We were now faced with a choice. Either join the crowd and ooh and aah at the mediocre fireworks display, or take a detour up a flight of stairs that lead us nowhere closer to where we were trying to go. We took the stairs and we were back in the stands, clueless.

“Now what do we do?” I asked with little hope. My cousin pointed up the tiers with wide eyes. I looked to where she was pointing and surely enough, I saw a group of people sliding across the very back of the stands, making a way to the far left. It was our best shot and so we darted back up the stairs—a flight that wasn’t so crowded—and made it to the back wall. We shuffled sideways through the little space between the wall and the last tier, making it a fair distance across, and after stepping into several puddles of goo, our passage was blocked by metal rails that sloped all the way down. No big deal; I put one leg up and over the rails and then the other, and voila. Now, my cousin’s turn. She looked at me with a sardonic smile.

“What is it? Come on get over here”

“I’m in a skirt”

“Come on! After that Indiana Jones obstacle course, you’re going to let a skirt stop you! No one’s looking. Everyone’s heading downstairs. Look, I’ll sit on the rails in front of you and somehow cover it up”.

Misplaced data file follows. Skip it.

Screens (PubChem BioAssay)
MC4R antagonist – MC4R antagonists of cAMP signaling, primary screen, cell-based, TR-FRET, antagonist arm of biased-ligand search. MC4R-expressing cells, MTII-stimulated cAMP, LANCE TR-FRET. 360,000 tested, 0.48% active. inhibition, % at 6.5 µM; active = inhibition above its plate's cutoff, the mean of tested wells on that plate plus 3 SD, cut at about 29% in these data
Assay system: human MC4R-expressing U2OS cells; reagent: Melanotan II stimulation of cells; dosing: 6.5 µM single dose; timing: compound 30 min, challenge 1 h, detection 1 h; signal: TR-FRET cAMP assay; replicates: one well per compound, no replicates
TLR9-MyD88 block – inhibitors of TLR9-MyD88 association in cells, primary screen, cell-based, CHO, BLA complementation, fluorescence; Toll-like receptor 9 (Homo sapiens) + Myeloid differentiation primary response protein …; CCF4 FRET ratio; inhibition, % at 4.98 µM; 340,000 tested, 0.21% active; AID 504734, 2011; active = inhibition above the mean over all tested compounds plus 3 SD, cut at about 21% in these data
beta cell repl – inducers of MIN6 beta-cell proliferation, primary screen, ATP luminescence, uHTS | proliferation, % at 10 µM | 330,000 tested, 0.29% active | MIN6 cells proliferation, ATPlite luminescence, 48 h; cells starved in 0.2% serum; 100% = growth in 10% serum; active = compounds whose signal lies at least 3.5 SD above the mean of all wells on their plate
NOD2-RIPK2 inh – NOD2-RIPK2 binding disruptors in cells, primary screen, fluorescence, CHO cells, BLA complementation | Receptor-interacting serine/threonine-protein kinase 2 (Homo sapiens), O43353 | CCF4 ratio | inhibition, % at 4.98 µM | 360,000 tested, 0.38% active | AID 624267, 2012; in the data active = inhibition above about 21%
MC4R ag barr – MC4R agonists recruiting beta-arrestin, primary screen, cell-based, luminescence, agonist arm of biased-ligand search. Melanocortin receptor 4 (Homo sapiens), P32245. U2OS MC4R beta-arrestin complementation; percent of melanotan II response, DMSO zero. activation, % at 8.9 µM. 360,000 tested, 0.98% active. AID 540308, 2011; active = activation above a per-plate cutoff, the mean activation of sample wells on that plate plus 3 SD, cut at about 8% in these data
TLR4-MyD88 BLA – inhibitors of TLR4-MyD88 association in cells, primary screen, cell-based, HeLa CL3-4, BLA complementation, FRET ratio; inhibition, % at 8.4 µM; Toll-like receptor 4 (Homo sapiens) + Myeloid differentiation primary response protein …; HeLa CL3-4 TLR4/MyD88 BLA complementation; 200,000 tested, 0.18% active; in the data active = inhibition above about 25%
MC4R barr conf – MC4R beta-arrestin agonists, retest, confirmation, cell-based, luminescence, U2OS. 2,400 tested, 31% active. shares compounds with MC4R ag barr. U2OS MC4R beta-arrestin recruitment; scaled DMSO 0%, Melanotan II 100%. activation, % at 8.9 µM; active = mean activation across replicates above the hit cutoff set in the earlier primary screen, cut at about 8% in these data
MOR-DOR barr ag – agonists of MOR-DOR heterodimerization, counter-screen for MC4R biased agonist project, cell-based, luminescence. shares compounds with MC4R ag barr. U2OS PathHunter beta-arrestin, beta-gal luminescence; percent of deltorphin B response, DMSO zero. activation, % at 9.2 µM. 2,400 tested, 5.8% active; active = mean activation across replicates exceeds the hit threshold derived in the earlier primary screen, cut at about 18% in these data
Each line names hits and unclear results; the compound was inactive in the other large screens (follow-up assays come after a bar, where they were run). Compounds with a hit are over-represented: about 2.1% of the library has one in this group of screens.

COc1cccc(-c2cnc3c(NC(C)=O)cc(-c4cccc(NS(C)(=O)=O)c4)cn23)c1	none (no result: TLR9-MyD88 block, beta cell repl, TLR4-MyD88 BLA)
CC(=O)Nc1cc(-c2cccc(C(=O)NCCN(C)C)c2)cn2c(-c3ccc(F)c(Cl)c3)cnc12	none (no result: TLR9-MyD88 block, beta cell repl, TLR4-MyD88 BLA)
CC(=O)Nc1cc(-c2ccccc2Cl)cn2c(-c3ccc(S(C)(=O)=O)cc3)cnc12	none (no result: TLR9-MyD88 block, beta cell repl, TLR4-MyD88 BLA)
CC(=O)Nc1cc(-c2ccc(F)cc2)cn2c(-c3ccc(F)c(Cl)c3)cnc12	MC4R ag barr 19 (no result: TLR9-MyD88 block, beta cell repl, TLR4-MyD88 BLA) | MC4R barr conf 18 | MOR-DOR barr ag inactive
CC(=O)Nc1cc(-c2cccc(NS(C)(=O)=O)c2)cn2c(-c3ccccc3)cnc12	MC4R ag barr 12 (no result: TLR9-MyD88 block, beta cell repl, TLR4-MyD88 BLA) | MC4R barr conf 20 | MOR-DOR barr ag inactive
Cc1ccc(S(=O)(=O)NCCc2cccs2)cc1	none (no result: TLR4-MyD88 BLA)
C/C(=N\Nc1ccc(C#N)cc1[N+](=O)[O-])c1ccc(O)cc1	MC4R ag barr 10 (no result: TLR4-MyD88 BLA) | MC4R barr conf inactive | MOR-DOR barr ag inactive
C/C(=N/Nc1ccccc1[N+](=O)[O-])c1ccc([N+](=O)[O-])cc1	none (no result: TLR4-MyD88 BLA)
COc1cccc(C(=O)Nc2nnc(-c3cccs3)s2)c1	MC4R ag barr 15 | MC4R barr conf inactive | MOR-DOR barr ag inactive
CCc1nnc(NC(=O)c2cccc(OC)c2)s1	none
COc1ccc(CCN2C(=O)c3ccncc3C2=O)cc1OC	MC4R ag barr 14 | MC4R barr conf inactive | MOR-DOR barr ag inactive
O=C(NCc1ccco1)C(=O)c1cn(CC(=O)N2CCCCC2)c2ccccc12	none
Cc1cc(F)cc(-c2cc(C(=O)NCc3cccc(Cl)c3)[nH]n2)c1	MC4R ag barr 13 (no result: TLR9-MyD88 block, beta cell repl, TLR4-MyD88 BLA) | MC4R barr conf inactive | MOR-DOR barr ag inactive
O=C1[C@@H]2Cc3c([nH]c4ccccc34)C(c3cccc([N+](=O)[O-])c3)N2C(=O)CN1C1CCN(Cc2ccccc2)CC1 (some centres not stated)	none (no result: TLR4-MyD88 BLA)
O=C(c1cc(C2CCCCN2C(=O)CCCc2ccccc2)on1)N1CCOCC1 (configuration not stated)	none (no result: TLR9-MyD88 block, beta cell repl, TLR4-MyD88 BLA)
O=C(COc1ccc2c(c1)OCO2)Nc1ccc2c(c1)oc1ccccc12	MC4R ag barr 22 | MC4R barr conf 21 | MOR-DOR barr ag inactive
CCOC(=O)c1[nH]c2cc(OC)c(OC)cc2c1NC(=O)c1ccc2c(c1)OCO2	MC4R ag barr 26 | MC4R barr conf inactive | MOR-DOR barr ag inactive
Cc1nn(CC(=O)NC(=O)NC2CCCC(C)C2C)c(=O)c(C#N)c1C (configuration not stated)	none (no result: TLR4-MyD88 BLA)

Just when she was about to go for it, we noticed two guys standing adjacent to us, arms folded as if ready to watch a live spectacle.

“Okay, now I’m definitely not crossing over with those sleazebags standing there”, she whispered, “just go ahead without me. I’ll try to make a way through the crowd”. We both looked downstairs with a gulp.

“You won’t make it through alive”. This was the part in every Hollywood film where the hero goes “I won’t desert you”, and, of course, I wouldn’t want to disrupt the Indiana Jones scenario reeling in my head, so I jumped back over the rails and we made our way down the tiered seats, finally coming to a halt at the back of a line of people heading towards some screened exit.

I am not good with crowds and this was slowly turning into a nightmare situation. Five steps per minute, I think we were taking. People’s breath was getting thicker and the racket was getting louder as we squeezed into the crowd. We finally reached the bottom platform, and the exit was slowly appearing in view. We just had to bear through this last flock of people. Odors oozed from every which direction and I began to feel woozy. A woman behind me was so crammed up against me, I could feel every sweaty fold of her body and I began to feel sick.